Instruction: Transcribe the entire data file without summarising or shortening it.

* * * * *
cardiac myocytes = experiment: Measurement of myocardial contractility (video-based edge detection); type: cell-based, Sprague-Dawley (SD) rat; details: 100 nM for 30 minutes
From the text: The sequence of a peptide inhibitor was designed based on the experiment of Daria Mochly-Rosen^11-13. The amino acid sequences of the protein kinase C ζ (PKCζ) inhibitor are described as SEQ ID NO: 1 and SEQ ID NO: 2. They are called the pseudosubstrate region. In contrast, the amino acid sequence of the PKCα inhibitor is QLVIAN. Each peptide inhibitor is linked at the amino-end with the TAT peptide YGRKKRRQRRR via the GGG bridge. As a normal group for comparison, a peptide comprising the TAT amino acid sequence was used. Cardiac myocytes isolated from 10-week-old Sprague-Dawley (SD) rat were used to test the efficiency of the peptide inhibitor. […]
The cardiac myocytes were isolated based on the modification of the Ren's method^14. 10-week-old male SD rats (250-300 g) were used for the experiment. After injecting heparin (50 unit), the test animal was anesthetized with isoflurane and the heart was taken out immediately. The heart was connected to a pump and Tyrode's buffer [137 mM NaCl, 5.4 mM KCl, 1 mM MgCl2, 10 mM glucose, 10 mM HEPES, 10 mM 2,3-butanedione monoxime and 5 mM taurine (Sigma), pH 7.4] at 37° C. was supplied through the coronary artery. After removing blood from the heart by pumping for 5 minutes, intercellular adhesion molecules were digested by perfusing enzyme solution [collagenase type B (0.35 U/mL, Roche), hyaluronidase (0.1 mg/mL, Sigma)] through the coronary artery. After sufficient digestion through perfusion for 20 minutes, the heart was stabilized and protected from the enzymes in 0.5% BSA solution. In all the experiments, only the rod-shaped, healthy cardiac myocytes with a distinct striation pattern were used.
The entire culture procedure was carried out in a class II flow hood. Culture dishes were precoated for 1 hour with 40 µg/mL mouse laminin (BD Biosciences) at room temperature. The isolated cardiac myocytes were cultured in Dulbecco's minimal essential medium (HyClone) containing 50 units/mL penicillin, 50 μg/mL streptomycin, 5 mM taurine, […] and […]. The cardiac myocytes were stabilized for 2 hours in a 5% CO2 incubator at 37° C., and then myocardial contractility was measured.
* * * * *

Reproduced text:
cardiac myocytes = experiment: Measurement of myocardial contractility (video-based edge detection); type: cell-based, Sprague-Dawley (SD) rat; details: 100 nM for 30 minutes
From the text: The sequence of a peptide inhibitor was designed based on the experiment of Daria Mochly-Rosen^11-13. The amino acid sequences of the protein kinase C ζ (PKCζ) inhibitor are described as SEQ ID NO: 1 and SEQ ID NO: 2. They are called the pseudosubstrate region. In contrast, the amino acid sequence of the PKCα inhibitor is QLVIAN. Each peptide inhibitor is linked at the amino-end with the TAT peptide YGRKKRRQRRR via the GGG bridge. As a normal group for comparison, a peptide comprising the TAT amino acid sequence was used. Cardiac myocytes isolated from 10-week-old Sprague-Dawley (SD) rat were used to test the efficiency of the peptide inhibitor. […]
The cardiac myocytes were isolated based on the modification of the Ren's method^14. 10-week-old male SD rats (250-300 g) were used for the experiment. After injecting heparin (50 unit), the test animal was anesthetized with isoflurane and the heart was taken out immediately. The heart was connected to a pump and Tyrode's buffer [137 mM NaCl, 5.4 mM KCl, 1 mM MgCl2, 10 mM glucose, 10 mM HEPES, 10 mM 2,3-butanedione monoxime and 5 mM taurine (Sigma), pH 7.4] at 37° C. was supplied through the coronary artery. After removing blood from the heart by pumping for 5 minutes, intercellular adhesion molecules were digested by perfusing enzyme solution [collagenase type B (0.35 U/mL, Roche), hyaluronidase (0.1 mg/mL, Sigma)] through the coronary artery. After sufficient digestion through perfusion for 20 minutes, the heart was stabilized and protected from the enzymes in 0.5% BSA solution. In all the experiments, only the rod-shaped, healthy cardiac myocytes with a distinct striation pattern were used.
The entire culture procedure was carried out in a class II flow hood. Culture dishes were precoated for 1 hour with 40 µg/mL mouse laminin (BD Biosciences) at room temperature. The isolated cardiac myocytes were cultured in Dulbecco's minimal essential medium (HyClone) containing 50 units/mL penicillin, 50 μg/mL streptomycin, 5 mM taurine, […] and […]. The cardiac myocytes were stabilized for 2 hours in a 5% CO2 incubator at 37° C., and then myocardial contractility was measured.